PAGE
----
For example, in 2021 the projects used optimistic runoff and climate forecasts that over-estimated their ability to meet downstream temperature standards. These forecasting errors were compounded by unanticipated high diversions and in-stream losses, both above and within the Delta. The higher downstream water uses required larger reservoir releases to maintain Delta water quality and made managing water temperatures even more difficult. 

The problems of water year 2021 were not unique. Although different in detail, the same effort to deliver as much water as possible—coupled with modeling, forecasting, and operational errors—led to similar environmental problems in water years 2014 and 2015, the height of the last drought. In that drought, which was also warmer than normal, the State Water Board issued TUC orders that relaxed environmental standards.

Delayed Institutional Responses

A major challenge in drought management is the inability of project operators and regulatory agencies to respond quickly enough to head off problems. By early March, it was evident that it would be difficult for the CVP and SWP to meet both their supply commitments and their environmental obligations in 2021. This was reinforced in April when forecasted spring runoff failed to materialize. But in this drought, as in 2014 and 2015, there was a significant time lag between awareness of the problem in late winter/early spring and actions to address it, which occurred in the summer. 

As an example, a three-decade old State Water Board order (Order 90-5) requires the Bureau of Reclamation to develop a Temperature Management Plan (TMP) if there are likely to be difficulties meeting temperature standards below Shasta Reservoir. The Bureau submitted this plan in late May after extensive consultation among six state and federal agencies and their consultants. The Board approved the TMP in early June. But by that time it was too late to take corrective action by holding back more water in the reservoir, and the only remaining option was to modify water quality and flow standards. 

By late May, the State Water Board’s own models indicated the need to curtail some water rights below the reservoirs to enforce water rights priorities and protect several fish species. By June it was clear that unusually high downstream water use was going to make it difficult to meet Delta salinity standards, putting more pressure on reservoirs.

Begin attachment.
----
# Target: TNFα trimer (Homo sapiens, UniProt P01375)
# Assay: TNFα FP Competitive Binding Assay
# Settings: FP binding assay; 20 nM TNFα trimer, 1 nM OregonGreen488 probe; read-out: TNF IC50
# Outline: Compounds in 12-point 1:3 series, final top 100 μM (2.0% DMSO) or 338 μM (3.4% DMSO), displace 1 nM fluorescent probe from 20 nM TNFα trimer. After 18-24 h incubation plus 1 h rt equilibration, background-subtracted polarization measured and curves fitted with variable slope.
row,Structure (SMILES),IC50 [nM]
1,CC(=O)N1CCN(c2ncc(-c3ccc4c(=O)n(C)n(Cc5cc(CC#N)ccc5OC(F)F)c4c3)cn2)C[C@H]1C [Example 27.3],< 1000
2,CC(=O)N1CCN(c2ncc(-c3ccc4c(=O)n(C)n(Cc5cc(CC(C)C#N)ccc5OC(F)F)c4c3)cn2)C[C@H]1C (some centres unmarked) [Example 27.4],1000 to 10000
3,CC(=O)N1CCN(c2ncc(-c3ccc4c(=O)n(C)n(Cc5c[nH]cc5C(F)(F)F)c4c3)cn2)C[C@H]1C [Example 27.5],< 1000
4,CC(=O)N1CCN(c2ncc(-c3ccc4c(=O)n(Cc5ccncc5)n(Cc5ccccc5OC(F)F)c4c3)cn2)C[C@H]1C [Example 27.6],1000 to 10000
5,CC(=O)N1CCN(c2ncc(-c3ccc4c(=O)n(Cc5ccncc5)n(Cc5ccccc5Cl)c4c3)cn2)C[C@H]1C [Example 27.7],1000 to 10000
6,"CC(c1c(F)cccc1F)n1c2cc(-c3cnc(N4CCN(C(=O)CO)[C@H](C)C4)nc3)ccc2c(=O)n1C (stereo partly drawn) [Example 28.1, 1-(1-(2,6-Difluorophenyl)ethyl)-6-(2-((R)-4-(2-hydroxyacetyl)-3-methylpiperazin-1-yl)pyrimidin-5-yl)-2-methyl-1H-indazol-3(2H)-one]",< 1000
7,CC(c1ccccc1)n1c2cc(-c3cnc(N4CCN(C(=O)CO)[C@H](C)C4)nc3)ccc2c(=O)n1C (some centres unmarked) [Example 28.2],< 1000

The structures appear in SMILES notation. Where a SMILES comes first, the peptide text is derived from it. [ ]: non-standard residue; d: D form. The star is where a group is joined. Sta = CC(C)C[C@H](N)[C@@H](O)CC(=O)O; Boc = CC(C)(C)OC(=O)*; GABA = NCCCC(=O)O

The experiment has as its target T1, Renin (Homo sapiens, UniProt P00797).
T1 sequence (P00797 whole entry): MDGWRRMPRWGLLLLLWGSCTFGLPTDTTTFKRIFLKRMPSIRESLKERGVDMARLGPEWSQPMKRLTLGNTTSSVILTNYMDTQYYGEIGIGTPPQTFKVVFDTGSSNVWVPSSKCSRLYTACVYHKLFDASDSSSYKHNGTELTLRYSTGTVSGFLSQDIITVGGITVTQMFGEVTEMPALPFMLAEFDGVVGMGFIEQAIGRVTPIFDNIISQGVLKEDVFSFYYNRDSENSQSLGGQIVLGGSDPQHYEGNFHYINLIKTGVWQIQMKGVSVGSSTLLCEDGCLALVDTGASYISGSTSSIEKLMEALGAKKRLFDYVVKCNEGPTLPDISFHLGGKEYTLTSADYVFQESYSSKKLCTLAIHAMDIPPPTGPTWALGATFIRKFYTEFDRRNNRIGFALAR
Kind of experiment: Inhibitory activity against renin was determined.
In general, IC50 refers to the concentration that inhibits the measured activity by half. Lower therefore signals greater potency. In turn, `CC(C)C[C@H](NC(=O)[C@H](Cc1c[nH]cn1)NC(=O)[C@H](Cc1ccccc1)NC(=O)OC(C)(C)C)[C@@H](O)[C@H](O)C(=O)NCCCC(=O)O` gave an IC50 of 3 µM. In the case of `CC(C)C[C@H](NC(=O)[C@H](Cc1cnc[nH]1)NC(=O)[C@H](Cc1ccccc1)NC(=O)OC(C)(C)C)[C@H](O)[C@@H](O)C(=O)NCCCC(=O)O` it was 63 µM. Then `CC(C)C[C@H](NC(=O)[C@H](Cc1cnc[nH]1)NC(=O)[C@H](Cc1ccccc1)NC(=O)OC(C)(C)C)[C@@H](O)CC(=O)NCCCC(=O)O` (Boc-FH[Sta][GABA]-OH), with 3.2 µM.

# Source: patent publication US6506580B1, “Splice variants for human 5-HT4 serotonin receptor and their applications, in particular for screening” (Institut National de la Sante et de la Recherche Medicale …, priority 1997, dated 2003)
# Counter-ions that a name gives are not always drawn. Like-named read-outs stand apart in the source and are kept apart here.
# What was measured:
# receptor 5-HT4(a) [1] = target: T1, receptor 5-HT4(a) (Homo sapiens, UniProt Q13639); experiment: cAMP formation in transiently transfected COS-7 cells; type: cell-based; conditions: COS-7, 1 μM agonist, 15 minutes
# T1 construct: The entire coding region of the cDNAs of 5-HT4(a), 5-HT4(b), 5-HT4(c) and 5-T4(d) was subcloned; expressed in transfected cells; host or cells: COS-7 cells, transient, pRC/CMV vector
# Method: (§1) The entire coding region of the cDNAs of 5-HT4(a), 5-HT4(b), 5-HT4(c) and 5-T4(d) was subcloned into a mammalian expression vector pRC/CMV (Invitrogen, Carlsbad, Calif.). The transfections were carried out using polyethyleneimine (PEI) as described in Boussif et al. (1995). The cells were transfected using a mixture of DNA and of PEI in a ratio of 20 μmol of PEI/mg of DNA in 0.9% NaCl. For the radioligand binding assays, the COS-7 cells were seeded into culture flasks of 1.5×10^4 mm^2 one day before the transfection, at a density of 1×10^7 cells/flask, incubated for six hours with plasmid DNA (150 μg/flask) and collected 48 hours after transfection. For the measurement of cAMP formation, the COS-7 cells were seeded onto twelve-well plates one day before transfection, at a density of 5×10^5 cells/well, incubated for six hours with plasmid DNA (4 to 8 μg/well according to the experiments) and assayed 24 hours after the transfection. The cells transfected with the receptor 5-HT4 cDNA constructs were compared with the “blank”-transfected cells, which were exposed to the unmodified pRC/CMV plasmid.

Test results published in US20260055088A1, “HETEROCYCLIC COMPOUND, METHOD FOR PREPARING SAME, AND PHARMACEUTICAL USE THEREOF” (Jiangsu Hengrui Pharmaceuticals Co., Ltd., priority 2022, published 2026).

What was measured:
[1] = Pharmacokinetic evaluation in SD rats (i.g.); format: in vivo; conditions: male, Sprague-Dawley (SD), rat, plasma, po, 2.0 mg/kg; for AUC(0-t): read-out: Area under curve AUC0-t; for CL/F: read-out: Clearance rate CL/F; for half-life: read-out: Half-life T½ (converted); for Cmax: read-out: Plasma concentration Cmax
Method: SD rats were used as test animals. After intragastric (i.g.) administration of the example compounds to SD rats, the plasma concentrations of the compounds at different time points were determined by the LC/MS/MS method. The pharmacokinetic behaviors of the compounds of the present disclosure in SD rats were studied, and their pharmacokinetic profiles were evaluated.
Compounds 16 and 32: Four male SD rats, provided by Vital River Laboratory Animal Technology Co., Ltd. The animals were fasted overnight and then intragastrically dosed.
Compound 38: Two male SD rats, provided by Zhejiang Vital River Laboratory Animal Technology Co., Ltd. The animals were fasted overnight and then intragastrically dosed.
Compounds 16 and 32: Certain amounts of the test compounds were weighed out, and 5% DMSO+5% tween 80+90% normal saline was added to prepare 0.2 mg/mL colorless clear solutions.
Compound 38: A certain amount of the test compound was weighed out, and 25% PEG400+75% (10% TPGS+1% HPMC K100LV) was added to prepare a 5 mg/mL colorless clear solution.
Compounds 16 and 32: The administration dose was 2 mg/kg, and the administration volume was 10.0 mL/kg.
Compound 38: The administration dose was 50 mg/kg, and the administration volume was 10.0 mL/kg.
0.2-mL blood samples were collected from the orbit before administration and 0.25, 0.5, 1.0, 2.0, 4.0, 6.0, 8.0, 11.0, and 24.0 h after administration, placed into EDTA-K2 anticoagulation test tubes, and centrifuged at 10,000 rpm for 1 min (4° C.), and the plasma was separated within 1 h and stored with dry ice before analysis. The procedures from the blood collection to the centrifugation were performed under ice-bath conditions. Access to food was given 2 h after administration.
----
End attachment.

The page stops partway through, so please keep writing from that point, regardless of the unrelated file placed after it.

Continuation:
The Board did not curtail junior water rights until June and began curtailment of most senior rights in late August. Unfortunately, these curtailments—especially those involving riparian and pre-1914 appropriative rights—came too late to reduce pressure on the reservoirs. 

Changes Needed to Manage Storage for the Environment during Drought

To better protect rivers and wetlands during drought, California must avoid the mistakes made in previous water years and droughts. This will require making environmental water supply a priority rather than a constraint, leaving a margin for errors in forecasting operations, and overcoming institutional hurdles to timely decision-making. These efforts should be accompanied by a strategy to improve water storage for ecological water uses, while reducing impacts on water deliveries to cities and farms. These reforms will be essential for adapting to protect ecosystem health in a changing climate.

Clarify Priorities

On September 21st of this year, the Director of the Department of Water Resources and the Regional Director of the Bureau of Reclamation stated in a hearing before the State Water Board that they intend to change the historical supply priorities of the projects, placing public health and safety first, environmental protection second, and water deliveries third.  

The details of this change in policy—including how it would function during drought—remain to be seen. But to be successful at reducing ecological harm during drought, it will require three additional actions.

Leave Room for Error